So, hc2, if I understand you correctly you are referring to Tiger's performance in the year 1995 when he won the second of his phenomenal three in a row Men's Amateur Championships at age 19? Is that correct?
Let me agree with you that was an unparalleled achievement, no one else has three in a row.
However comparing his performance that year making birdies in PGA Tournaments to Michelle's performance in the Sony this year, which I believe you are at least implicitly asking me to do, I find the following with respect to making birdies and breaking par:
Birdie Conversion Percentage:
Par Three Birdie Leaders
Par Four Birdie Leaders
Par Five Birdie Leaders
Par Breakers (% of time a player is under par for a hole):
Conclusion? In 1995 (when he was only 19 for crying out loud) he was not an overly impressive putter in the context of PGA Tournaments. He got over that.
So why did Michelle do so badly at the Sony? Because she dug herself a hole on day one by making bad decisions and getting then getting rattled.
She started round two the same way, and then brought it back very impressively. How? By getting her driving average up to 300 yards and using a very impressive short game to set up makeable putts. You can see the latter in the Shot-Link statistics which someone else (I believe it was Jim Coulthard) has quoted in another blog.
Them's the facts.
I don't think two rounds of golf at this year's Sony for Michelle is sufficient to make final conclusions on Michelle's stats being better or worse than someone else's. One thing I noticed is that whenever Michelle doesn't do well in a round a excuse is given like 'had a bad day', 'bad luck', 'bad decisions, getting rattled.' Instead one should ask 'why did she get rattled? What bad decisions did she make? How can she improve next time?' Winners don't make generalized excuses. They learn from their mistakes by pinpointing their weaknesses (either course management, knowing how to get up and down through trouble, short game); then working on those weaknesses and moving on. This making excuses habit is dangerously becoming a trend by her and her backers.
I think we can assume that Team Wie has every shot Michelle Wie took down on video and every effort is being made to learn everything possible. Are you really suggesting that this is not being done?
That is the main problem I have is that videos don't tell the whole story of one's game. Obsession with 'angles, body positions, and statistics' don't really show the entire picture. Some things that I see are being overlooked and are hard to show through video or statistics:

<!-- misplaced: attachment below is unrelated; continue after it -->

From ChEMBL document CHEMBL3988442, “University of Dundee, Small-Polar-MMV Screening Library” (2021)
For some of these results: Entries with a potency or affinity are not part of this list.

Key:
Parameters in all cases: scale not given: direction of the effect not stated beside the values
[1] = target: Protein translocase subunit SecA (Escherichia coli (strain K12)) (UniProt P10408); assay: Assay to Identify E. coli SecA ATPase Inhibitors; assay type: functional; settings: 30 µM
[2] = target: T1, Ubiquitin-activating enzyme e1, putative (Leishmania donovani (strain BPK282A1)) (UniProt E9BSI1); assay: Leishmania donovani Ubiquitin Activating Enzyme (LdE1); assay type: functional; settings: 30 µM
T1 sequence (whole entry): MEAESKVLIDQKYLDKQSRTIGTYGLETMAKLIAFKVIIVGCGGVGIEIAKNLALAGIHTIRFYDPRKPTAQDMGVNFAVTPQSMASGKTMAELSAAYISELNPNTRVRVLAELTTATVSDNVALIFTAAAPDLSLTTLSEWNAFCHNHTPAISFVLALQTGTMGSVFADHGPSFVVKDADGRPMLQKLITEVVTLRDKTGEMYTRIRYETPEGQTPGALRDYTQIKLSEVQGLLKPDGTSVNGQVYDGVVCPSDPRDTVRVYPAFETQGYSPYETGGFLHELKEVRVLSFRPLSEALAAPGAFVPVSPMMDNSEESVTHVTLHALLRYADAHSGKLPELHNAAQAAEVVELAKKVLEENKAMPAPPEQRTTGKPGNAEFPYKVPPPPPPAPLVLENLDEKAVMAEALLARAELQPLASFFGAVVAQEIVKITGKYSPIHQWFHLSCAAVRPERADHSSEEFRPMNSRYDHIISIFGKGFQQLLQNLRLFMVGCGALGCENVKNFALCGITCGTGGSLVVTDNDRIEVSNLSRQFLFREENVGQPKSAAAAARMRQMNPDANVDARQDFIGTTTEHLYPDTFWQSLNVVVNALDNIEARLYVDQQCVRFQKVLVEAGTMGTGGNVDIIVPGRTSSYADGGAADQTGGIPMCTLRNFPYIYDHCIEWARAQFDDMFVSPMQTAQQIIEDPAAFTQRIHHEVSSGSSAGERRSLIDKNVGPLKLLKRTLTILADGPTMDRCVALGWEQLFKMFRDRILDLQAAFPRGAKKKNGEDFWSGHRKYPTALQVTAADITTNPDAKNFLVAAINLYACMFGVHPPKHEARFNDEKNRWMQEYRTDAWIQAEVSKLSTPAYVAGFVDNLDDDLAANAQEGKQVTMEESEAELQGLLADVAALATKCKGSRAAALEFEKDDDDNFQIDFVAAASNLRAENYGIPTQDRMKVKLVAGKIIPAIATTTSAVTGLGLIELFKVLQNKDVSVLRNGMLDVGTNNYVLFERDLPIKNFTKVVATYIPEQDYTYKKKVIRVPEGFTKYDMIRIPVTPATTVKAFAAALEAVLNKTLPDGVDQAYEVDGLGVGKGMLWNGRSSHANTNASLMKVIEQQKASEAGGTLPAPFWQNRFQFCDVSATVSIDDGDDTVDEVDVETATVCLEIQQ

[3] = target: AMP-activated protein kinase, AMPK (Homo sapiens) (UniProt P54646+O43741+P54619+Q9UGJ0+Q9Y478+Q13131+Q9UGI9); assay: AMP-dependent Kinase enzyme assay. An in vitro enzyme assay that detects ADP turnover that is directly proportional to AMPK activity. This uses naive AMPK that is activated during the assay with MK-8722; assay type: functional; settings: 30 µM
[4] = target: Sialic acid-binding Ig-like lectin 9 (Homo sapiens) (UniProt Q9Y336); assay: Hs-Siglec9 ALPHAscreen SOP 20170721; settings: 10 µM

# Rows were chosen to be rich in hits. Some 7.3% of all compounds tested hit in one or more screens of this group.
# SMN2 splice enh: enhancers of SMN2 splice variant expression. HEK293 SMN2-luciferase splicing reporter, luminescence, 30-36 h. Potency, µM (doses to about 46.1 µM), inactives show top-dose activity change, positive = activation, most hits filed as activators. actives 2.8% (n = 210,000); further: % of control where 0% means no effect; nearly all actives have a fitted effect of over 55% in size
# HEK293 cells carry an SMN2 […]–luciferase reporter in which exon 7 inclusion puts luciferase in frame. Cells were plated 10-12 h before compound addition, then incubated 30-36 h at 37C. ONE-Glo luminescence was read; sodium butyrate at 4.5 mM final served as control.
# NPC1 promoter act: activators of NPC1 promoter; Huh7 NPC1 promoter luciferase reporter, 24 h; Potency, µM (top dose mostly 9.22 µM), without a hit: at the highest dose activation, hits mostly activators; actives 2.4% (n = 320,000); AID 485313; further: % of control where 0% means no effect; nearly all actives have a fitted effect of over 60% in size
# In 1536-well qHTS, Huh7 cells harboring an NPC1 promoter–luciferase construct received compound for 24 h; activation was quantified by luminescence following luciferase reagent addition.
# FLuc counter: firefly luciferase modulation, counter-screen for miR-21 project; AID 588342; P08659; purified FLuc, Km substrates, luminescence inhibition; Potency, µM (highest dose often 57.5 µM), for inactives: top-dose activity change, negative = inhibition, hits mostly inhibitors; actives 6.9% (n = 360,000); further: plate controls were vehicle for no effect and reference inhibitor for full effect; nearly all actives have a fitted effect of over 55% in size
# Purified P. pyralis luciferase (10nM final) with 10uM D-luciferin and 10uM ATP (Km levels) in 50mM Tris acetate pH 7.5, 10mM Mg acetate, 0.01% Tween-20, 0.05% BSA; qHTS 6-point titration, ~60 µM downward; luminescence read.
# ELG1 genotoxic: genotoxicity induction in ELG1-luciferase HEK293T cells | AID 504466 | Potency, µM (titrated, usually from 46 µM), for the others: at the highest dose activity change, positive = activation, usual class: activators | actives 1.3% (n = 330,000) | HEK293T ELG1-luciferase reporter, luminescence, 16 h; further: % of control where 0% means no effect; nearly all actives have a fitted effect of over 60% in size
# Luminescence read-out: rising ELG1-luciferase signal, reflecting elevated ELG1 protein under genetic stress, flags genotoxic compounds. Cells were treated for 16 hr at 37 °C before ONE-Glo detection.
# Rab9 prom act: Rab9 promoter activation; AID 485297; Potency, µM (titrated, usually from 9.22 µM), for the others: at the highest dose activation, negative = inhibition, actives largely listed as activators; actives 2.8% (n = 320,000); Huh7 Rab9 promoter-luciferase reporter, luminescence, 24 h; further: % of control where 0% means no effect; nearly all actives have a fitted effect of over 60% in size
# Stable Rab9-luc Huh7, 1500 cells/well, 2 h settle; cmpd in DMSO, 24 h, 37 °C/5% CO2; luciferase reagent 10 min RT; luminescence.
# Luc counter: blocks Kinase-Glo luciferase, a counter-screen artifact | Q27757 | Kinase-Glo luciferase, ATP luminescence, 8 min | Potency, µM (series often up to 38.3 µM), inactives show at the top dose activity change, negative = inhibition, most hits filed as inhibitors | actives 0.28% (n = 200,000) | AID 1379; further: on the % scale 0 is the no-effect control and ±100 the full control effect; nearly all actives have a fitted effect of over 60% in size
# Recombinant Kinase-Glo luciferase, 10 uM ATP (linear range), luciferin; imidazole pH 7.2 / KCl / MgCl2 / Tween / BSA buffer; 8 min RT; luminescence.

- how does the player perform in the back nine of the final round when leading; or when close to leading?
- can she convert 'clutch' putts when really needed' (final round at women's open) and not when nothing is on the line like 2nd round of 2006 Sony.)
-when leading, can she take it a step above, and run away with it (not look back). Think: separate from the field under pressure and winning by a dozen shots: Ai Miyazato running away with it during Q school.
-How does she respond in situations where she is the favorite and is expected to win?
- Can she score well (scramble) even though the swing is not going well that day?
Things like these she would have better chance of developing by playing women of her own caliber, or slightly lower caliber. Instead of playing the men, I would rather see her play the Korean, European and Japanese women's tours; or the Futures tour than the men's events. She will have a chance to confront these pressure situations (which teach winning artistry) rather than 'as long as she doesn't finish last in the men's event, she must be ok' approach.
You have done an admirable job of keeping your cool and stating your case in a compelling fashion with out resorting to name-calling and catch phrases. I salute you, well done. I do not necessarily agree with the all positions you take but I willing concede their merit.